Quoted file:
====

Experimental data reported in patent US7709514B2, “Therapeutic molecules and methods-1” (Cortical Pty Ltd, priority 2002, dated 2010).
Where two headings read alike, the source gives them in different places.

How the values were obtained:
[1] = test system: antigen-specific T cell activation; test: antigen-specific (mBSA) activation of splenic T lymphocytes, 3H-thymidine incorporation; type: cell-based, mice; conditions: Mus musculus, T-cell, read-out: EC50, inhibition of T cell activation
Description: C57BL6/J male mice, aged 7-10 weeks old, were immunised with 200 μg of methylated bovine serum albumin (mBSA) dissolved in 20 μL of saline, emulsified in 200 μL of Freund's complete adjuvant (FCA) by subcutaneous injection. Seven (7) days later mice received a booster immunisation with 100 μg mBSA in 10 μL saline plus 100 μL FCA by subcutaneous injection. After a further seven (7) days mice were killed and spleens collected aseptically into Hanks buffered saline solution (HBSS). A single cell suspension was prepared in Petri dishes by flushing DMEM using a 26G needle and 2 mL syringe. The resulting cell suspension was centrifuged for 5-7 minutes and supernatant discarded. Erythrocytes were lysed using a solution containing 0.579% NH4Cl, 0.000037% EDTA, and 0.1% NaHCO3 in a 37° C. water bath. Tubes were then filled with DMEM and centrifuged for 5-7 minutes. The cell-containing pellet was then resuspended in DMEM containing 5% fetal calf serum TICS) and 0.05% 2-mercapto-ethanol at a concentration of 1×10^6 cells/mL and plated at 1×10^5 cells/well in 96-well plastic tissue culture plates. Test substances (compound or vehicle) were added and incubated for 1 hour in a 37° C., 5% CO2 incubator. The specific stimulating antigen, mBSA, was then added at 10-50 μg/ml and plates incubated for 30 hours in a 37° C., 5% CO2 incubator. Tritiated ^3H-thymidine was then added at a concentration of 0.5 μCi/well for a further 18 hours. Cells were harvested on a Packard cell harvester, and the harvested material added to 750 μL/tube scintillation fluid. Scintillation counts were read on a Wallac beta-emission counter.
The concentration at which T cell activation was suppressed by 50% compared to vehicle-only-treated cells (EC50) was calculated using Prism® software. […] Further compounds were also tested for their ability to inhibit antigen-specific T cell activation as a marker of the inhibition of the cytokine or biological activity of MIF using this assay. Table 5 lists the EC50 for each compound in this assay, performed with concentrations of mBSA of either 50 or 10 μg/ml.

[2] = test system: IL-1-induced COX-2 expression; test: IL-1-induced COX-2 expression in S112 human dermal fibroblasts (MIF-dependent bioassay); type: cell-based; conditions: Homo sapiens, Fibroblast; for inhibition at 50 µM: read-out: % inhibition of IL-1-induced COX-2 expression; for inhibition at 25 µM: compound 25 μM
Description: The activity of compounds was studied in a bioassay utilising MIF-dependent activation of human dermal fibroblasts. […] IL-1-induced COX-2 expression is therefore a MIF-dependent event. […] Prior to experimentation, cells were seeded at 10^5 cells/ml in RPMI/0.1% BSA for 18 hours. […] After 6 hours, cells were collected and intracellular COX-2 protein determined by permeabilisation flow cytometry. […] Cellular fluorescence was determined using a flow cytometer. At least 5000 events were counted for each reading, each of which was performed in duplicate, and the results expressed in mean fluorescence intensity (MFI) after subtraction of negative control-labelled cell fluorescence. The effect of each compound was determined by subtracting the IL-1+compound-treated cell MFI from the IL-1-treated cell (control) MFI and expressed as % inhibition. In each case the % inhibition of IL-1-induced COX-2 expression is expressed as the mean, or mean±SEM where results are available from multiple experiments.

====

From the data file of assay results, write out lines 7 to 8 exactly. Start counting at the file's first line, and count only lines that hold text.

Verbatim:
[2] = test system: IL-1-induced COX-2 expression; test: IL-1-induced COX-2 expression in S112 human dermal fibroblasts (MIF-dependent bioassay); type: cell-based; conditions: Homo sapiens, Fibroblast; for inhibition at 50 µM: read-out: % inhibition of IL-1-induced COX-2 expression; for inhibition at 25 µM: compound 25 μM
Description: The activity of compounds was studied in a bioassay utilising MIF-dependent activation of human dermal fibroblasts. […] IL-1-induced COX-2 expression is therefore a MIF-dependent event. […] Prior to experimentation, cells were seeded at 10^5 cells/ml in RPMI/0.1% BSA for 18 hours. […] After 6 hours, cells were collected and intracellular COX-2 protein determined by permeabilisation flow cytometry. […] Cellular fluorescence was determined using a flow cytometer. At least 5000 events were counted for each reading, each of which was performed in duplicate, and the results expressed in mean fluorescence intensity (MFI) after subtraction of negative control-labelled cell fluorescence. The effect of each compound was determined by subtracting the IL-1+compound-treated cell MFI from the IL-1-treated cell (control) MFI and expressed as % inhibition. In each case the % inhibition of IL-1-induced COX-2 expression is expressed as the mean, or mean±SEM where results are available from multiple experiments.